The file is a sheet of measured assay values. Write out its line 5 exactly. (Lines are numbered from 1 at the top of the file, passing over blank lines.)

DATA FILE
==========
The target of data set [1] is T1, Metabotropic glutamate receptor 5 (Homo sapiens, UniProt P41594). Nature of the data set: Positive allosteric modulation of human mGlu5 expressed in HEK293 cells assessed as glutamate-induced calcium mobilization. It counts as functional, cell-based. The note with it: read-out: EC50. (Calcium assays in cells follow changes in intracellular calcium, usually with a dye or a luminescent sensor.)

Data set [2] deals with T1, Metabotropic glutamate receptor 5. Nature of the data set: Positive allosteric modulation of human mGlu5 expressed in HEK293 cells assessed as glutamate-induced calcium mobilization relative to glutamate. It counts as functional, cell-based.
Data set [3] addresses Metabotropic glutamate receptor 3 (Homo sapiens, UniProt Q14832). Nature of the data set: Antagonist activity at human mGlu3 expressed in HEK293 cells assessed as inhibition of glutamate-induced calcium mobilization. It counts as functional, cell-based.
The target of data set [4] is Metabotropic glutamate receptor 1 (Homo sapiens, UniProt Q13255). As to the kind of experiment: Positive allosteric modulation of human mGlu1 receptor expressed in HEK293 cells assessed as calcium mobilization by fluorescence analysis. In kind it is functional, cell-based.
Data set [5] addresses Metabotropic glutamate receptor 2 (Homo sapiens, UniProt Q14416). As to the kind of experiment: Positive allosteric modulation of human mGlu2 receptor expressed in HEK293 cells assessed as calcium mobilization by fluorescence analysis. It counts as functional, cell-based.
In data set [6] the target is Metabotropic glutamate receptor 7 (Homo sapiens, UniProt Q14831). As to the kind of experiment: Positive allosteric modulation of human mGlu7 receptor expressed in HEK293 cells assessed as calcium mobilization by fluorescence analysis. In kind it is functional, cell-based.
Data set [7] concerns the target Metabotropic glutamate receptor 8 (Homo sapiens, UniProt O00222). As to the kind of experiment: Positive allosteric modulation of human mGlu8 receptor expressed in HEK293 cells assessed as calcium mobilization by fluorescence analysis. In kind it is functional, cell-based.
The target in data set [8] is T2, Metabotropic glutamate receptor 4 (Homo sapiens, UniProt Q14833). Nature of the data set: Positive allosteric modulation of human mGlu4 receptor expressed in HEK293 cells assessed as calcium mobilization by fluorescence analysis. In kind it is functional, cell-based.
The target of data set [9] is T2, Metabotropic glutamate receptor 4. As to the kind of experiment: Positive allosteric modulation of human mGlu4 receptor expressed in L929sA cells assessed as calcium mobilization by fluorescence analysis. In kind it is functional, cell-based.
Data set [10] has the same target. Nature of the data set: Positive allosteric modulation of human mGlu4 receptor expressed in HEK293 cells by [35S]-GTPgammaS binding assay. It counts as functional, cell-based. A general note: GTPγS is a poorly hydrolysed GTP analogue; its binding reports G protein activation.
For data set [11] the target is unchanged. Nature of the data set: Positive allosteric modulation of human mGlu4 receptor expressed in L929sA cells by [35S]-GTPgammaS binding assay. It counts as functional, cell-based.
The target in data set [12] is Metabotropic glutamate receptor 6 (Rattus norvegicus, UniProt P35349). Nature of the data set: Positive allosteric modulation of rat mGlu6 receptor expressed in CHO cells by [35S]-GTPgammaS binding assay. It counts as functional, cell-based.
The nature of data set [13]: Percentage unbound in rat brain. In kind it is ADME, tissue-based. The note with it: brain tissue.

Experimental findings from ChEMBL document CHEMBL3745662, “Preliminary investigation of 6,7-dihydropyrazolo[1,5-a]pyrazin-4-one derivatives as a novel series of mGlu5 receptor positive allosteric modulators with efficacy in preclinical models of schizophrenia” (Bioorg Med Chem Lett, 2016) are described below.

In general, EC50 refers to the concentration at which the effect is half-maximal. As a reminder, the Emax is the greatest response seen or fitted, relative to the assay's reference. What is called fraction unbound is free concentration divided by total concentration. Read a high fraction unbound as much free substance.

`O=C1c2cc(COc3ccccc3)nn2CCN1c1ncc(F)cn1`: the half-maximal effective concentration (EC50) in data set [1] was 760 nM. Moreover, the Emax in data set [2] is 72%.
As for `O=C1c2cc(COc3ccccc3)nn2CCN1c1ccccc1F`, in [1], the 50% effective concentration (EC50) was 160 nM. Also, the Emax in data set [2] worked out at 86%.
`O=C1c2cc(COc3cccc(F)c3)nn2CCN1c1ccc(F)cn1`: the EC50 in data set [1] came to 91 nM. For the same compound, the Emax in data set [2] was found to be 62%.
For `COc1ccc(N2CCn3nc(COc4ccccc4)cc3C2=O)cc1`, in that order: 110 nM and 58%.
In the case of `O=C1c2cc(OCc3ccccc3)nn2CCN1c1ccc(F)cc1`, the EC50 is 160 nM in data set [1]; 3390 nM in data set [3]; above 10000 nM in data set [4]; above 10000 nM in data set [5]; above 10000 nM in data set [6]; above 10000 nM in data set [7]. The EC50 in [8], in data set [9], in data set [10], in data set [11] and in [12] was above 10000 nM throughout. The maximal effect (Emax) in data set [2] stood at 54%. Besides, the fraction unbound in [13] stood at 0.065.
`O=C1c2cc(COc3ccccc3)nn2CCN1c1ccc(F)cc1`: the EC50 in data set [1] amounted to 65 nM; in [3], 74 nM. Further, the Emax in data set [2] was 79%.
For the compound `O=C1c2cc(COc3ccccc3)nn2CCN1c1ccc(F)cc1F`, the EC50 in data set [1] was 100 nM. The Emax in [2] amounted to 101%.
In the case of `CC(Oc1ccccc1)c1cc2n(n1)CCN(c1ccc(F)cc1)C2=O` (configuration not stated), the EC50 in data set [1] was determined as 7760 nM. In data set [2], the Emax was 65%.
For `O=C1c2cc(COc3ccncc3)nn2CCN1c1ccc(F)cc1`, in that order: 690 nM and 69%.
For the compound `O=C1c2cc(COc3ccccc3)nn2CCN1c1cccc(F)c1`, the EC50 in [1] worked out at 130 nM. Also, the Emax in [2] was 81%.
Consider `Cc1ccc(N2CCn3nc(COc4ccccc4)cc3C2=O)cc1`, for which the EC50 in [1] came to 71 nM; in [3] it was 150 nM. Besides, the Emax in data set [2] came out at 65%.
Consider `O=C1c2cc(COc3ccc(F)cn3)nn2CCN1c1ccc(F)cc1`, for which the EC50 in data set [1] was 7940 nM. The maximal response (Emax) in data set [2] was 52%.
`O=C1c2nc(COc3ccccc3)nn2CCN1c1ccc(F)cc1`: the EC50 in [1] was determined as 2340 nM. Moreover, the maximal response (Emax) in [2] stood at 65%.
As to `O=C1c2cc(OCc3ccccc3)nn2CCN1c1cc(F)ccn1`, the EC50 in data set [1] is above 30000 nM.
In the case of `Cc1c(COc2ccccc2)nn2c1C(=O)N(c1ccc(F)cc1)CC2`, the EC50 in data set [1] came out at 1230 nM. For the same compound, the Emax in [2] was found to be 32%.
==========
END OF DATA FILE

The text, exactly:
Data set [5] addresses Metabotropic glutamate receptor 2 (Homo sapiens, UniProt Q14416). As to the kind of experiment: Positive allosteric modulation of human mGlu2 receptor expressed in HEK293 cells assessed as calcium mobilization by fluorescence analysis. It counts as functional, cell-based.